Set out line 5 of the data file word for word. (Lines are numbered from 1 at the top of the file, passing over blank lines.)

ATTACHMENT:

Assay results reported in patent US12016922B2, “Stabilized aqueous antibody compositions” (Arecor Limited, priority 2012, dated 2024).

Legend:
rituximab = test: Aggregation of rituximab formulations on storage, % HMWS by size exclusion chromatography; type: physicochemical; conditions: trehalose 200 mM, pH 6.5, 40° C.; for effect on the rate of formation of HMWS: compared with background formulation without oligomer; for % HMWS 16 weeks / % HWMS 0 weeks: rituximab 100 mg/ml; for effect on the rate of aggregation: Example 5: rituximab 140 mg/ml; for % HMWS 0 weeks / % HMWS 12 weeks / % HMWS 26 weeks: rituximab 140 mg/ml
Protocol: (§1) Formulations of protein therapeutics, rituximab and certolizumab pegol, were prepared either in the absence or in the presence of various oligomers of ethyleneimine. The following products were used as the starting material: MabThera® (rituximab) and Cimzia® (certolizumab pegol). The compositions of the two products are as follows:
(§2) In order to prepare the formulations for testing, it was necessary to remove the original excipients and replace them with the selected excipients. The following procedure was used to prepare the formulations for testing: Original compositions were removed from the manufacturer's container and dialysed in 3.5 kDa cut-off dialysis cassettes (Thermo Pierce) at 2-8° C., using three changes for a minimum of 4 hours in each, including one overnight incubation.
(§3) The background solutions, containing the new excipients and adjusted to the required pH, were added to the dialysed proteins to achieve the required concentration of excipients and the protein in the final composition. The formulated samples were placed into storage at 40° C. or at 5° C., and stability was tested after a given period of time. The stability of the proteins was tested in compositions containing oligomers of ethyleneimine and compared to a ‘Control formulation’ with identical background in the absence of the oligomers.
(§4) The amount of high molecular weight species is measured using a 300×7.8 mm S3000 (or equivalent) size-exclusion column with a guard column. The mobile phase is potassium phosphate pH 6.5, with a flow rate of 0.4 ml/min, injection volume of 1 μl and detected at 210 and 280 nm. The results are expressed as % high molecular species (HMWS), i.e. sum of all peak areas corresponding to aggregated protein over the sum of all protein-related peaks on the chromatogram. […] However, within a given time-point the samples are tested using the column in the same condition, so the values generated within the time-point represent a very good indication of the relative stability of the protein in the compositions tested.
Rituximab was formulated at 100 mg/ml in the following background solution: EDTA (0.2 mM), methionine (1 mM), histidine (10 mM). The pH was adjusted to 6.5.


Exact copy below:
(§2) In order to prepare the formulations for testing, it was necessary to remove the original excipients and replace them with the selected excipients. The following procedure was used to prepare the formulations for testing: Original compositions were removed from the manufacturer's container and dialysed in 3.5 kDa cut-off dialysis cassettes (Thermo Pierce) at 2-8° C., using three changes for a minimum of 4 hours in each, including one overnight incubation.